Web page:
Randall “Duke” Cunningham: Cunningham, 70, of California, was an influential Congressman who served from 1991 to 2005. His days as a player inside the Beltway ended when he resigned in November 2005 after copping a plea for taking at least $2.4 million in bribes from defense contractors. He was sentenced to 8 years and four months. He’s currently serving out his sentence in Tucson. Release date: 6-4-2013.

William Jefferson

William Jefferson: Jefferson, 65, the New Orleans Congressman, served nine terms before he was finally defeated. He could have been Congressman for life had it not been for an FBI sting. He was hardly known outside his district, that is until he stuffed $90,000 in marked FBI bills in freezer at his home on Capitol Hill. The judge in Alexandria, Va. hit him hard with a 13 year sentence. He is currently serving his time in Beaumont, Tex. Release date: 8-30-2023

Blagojevich/file photo

Rod Blagojevich: You can only  hope that Blago, 55, has learned to control his chatter-box persona in prison. Some people may not be so tolerant of that in such closed-in quarters. Blago was convicted in his first trial on only 1 of 24 counts, and that was for lying to an FBI agent. But the feds wised up and simplified the case in the second trial and got convictions on 17 of 20 counts. The judge didn’t hold back. He sentenced Blagojevich to 14 years in prison. He’s currently serving in Littleton, Colo. Release date: 5-23-2024

Bernie Madoff: Madoff, 74, will go down in history as one of the biggest swindlers of his time. He’s currently serving his sentence at the Butner prison facility in North Carolina. He got whacked with a ridiculous, but appropriate sentence of 150 years. Release date: NEVER.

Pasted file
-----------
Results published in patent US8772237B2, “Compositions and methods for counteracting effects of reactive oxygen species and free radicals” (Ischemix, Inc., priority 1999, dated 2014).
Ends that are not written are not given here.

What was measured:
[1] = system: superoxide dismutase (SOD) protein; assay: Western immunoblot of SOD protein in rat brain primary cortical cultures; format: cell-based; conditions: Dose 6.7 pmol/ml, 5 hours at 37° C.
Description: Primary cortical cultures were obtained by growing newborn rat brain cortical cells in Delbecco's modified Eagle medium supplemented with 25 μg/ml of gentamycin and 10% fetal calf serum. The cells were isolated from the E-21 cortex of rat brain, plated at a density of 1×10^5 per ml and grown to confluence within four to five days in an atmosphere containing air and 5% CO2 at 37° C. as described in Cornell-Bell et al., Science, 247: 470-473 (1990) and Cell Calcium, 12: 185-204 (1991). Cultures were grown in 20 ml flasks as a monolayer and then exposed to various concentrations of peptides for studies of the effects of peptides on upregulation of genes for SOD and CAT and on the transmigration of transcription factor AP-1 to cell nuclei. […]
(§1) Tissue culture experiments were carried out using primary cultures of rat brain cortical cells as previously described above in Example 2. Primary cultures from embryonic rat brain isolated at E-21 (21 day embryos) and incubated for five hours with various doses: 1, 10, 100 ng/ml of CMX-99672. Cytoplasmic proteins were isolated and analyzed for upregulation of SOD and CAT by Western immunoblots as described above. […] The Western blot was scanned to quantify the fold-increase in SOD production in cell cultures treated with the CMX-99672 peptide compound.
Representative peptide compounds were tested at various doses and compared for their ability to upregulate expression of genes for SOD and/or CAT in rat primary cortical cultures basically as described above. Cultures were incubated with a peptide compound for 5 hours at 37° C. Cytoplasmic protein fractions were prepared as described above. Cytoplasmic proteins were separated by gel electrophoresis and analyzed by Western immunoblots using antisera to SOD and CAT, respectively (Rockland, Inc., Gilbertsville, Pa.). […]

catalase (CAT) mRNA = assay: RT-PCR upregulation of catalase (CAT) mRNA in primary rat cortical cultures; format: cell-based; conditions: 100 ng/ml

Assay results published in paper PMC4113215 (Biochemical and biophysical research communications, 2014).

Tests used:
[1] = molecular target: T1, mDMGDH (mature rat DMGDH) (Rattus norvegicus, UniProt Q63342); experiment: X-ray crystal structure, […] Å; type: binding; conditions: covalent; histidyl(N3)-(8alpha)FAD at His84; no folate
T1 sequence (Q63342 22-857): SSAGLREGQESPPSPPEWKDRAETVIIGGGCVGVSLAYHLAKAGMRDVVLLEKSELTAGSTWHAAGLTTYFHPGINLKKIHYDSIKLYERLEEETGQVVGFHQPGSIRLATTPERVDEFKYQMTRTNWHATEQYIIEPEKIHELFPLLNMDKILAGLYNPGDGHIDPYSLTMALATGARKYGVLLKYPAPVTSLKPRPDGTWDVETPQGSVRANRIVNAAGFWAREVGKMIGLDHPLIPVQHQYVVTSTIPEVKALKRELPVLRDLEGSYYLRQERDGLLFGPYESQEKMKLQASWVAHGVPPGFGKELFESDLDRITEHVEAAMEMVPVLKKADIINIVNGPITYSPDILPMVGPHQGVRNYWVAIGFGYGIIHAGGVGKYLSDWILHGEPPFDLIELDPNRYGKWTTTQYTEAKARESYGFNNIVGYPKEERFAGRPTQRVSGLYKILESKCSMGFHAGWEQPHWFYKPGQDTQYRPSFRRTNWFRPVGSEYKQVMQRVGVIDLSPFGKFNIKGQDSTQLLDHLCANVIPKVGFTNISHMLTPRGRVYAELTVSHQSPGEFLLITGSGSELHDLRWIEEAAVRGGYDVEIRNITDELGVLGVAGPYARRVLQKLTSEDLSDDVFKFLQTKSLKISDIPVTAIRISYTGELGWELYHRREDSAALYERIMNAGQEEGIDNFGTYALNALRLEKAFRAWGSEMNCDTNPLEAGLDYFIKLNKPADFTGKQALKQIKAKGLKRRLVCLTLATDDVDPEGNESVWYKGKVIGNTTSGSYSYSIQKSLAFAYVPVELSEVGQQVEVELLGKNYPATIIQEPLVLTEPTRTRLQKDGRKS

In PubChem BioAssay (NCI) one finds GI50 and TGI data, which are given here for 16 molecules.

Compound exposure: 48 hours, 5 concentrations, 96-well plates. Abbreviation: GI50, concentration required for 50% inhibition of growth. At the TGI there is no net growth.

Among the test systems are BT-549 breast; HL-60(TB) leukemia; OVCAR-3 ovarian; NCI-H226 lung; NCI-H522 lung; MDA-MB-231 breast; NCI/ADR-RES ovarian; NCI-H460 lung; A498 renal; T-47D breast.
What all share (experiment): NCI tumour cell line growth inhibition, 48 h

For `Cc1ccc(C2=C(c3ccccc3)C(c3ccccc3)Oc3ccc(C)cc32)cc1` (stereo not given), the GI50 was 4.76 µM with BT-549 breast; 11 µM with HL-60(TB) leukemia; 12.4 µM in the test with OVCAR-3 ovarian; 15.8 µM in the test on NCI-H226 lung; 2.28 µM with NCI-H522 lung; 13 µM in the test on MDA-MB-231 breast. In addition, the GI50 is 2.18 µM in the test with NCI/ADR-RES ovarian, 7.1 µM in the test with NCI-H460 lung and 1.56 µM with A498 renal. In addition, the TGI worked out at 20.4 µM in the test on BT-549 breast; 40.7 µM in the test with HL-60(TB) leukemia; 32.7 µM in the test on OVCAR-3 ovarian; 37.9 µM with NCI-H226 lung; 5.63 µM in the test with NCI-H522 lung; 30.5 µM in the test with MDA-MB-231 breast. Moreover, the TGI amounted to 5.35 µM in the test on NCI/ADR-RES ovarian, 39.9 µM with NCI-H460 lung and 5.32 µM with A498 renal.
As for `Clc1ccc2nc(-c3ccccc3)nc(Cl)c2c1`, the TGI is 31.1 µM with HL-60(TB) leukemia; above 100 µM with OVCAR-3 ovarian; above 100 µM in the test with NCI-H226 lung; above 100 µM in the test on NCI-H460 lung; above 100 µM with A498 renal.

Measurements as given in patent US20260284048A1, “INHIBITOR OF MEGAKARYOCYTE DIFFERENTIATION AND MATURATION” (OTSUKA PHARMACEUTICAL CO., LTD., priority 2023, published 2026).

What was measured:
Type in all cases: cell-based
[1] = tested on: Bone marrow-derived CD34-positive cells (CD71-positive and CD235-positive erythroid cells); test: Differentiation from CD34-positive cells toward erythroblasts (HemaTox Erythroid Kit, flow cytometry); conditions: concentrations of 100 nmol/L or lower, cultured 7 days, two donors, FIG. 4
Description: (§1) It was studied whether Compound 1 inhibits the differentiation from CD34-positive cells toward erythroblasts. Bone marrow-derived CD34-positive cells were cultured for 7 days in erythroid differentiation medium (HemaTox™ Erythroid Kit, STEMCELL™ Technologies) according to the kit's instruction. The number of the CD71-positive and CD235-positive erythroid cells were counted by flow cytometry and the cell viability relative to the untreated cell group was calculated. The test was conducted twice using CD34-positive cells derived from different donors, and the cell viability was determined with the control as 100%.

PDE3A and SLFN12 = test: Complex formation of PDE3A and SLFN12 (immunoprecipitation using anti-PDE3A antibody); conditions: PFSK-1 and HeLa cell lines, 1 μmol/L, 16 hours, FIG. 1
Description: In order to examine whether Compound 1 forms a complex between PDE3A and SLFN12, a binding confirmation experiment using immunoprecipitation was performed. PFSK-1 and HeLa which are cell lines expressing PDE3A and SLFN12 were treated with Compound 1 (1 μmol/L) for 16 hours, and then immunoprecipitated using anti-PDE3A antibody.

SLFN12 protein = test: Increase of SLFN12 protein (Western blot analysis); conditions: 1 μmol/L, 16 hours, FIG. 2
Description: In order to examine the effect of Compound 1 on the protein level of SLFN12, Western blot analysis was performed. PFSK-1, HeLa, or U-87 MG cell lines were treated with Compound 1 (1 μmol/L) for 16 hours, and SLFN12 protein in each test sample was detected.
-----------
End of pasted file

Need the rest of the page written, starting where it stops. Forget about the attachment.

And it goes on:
Ex. Gov George Ryan

George Ryan Sr: Ryan, 78, served as Illinois 39th governor from 1999 to 2003. He was convicted in 2006 of racketeering, fraud and other offenses involving favoritism and kickbacks for state contracts and property leases. He was sentenced to 6 1/2 years in prison. He is currently serving out his sentence in Terre Haute, Ind. Release date: 7-4-2013.

 

Monica Conyers/facebook

Monica Conyers: Conyers, 48, the wife of Rep. John Conyers Jr., was a city council member in Detroit. She was considered rather abrasive and combative and was particularly good at creating divisiveness in a city that could hardly afford that. She was convicted of bribery and sentenced to more than three years in prison.  She’s currently serving her time in Alderson, W. Va. Release Date: 5-16-2013.

 

Column: Prediction on Sentencing for Rep. William Jefferson: The Judge Won’t Give him What the Prosecution Suggests

Allan Lengel